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Host–pathogen Interactions And Immune Evasion Strategies In Francisella Tularensis Pathogenicity
Author: Steiner Dj, Furuya Y, Metzger Dw
Publisher: Derivative Works
13 pages
One time payment: €0.00
Required subscription: Free
Type of publication: Article
ISBN/ISSN: 1178-6973
DOI: 10.2147/53700
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Description:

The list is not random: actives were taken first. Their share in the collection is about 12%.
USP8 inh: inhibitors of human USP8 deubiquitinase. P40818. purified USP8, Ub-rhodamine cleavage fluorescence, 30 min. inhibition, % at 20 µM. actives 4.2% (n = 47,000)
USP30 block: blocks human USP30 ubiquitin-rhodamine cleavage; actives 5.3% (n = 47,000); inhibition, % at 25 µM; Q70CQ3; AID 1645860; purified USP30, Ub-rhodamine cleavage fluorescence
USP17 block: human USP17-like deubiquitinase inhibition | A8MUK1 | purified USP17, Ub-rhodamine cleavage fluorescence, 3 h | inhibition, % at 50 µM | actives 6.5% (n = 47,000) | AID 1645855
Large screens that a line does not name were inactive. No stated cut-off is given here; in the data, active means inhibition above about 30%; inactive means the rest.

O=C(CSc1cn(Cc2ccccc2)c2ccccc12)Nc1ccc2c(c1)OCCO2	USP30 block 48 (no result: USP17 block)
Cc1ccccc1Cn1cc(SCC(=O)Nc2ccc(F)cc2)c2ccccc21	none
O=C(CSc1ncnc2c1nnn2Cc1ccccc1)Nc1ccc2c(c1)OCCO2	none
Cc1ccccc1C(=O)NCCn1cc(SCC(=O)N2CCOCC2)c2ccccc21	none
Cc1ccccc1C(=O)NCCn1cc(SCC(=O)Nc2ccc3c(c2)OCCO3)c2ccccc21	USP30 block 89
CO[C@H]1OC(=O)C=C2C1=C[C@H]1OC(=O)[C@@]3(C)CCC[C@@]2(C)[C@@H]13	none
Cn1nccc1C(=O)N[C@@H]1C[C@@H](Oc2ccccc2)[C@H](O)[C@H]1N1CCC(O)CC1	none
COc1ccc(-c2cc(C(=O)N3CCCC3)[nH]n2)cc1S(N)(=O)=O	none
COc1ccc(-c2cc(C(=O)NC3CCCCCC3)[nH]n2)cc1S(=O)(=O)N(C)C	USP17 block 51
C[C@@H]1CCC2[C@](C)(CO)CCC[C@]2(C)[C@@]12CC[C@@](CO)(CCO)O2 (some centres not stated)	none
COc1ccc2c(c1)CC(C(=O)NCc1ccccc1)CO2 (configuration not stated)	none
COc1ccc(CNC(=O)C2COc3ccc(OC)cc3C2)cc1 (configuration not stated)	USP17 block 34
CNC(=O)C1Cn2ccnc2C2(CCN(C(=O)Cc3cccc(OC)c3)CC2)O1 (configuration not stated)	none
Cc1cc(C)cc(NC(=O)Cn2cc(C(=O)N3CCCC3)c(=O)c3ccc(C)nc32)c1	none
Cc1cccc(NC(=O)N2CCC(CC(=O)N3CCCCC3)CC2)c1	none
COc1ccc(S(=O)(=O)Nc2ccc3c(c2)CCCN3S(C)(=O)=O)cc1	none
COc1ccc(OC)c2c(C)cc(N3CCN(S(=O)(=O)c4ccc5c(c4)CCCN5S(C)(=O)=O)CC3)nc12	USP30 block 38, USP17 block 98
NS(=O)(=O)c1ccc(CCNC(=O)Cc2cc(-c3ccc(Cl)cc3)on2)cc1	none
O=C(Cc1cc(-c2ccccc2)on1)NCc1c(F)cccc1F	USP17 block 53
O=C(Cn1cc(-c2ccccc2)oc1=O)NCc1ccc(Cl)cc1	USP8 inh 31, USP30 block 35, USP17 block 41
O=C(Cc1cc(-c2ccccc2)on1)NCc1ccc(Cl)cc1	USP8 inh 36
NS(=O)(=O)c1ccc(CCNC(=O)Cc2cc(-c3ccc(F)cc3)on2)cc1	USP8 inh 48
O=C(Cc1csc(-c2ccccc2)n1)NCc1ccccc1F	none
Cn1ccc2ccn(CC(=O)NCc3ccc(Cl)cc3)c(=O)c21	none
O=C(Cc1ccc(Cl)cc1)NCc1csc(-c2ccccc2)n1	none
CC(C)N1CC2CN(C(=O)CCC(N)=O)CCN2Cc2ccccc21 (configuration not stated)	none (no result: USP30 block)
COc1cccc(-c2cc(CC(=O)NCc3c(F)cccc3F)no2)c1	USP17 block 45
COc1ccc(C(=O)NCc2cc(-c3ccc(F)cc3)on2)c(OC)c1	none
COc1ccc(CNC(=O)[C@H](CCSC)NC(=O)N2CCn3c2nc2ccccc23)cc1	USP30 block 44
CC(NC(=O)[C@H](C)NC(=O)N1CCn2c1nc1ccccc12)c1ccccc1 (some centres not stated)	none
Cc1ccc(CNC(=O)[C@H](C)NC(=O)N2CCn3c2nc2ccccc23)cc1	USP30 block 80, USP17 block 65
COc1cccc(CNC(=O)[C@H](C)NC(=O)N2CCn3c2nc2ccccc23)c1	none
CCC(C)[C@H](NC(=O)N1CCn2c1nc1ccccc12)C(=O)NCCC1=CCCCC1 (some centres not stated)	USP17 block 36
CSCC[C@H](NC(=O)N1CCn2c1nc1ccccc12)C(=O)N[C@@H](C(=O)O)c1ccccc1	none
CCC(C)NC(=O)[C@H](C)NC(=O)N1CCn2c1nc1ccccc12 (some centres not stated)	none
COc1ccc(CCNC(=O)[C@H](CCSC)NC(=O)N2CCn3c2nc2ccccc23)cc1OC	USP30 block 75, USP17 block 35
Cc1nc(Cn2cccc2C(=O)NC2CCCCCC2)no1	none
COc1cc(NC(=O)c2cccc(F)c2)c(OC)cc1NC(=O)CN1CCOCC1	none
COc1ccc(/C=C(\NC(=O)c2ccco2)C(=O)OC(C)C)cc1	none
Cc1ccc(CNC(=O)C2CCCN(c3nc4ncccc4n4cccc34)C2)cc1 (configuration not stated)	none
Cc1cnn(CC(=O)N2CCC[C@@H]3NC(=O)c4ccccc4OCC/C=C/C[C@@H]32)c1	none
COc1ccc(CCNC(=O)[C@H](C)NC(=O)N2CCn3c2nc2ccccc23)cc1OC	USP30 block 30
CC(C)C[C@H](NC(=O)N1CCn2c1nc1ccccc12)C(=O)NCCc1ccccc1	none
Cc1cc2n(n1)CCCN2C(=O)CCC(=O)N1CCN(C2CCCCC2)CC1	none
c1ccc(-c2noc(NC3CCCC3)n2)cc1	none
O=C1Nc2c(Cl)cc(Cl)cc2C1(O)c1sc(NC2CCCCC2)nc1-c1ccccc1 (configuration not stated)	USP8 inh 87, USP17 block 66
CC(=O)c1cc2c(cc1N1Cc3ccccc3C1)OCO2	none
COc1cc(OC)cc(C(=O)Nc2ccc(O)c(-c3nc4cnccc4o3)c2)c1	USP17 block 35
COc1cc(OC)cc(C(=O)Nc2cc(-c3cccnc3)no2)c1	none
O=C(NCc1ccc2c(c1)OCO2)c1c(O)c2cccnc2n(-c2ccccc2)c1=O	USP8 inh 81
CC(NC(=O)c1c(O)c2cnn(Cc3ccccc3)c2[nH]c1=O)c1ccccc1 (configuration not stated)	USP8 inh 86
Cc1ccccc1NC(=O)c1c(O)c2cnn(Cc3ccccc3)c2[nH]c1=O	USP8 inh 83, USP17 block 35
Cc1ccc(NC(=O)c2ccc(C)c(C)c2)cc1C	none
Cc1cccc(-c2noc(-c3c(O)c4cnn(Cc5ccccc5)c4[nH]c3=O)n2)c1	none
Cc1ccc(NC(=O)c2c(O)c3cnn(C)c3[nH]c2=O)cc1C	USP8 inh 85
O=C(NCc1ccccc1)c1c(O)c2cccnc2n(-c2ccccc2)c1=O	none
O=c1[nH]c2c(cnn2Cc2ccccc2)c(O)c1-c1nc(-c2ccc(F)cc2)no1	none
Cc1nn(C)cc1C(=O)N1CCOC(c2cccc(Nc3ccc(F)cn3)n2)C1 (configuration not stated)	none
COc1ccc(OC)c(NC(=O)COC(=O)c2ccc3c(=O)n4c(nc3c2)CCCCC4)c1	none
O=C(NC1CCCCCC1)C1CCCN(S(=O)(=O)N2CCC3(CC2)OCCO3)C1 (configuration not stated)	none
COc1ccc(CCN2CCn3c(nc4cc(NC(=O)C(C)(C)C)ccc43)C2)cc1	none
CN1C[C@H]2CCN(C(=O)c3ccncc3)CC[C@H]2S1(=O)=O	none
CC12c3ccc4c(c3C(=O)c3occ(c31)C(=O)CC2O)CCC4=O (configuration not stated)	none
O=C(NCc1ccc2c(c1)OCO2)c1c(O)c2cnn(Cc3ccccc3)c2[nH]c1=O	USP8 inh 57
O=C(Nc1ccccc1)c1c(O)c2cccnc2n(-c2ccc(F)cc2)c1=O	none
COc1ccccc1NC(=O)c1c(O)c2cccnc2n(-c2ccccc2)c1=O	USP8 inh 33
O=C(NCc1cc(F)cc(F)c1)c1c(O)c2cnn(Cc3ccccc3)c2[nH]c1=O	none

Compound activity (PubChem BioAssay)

Abstract: Francisella tularensis is an intracellular Gram-negative bacterium that causes life-threatening tularemia. Although the prevalence of natural infection is low, F. tularensis remains a tier I priority pathogen due to its extreme virulence and ease of aerosol dissemination. F. tularensis can infect a host through multiple routes, including the intradermal and respiratory routes. Respiratory infection can result from a very small inoculum (ten organisms or fewer) and is the most lethal form of infection. Following infection, F. tularensis employs strategies for immune evasion that delay the immune response, permitting systemic distribution and induction of sepsis. In this review we summarize the current knowledge of F. tularensis in an immunological context, with emphasis on the host response and bacterial evasion of that response.

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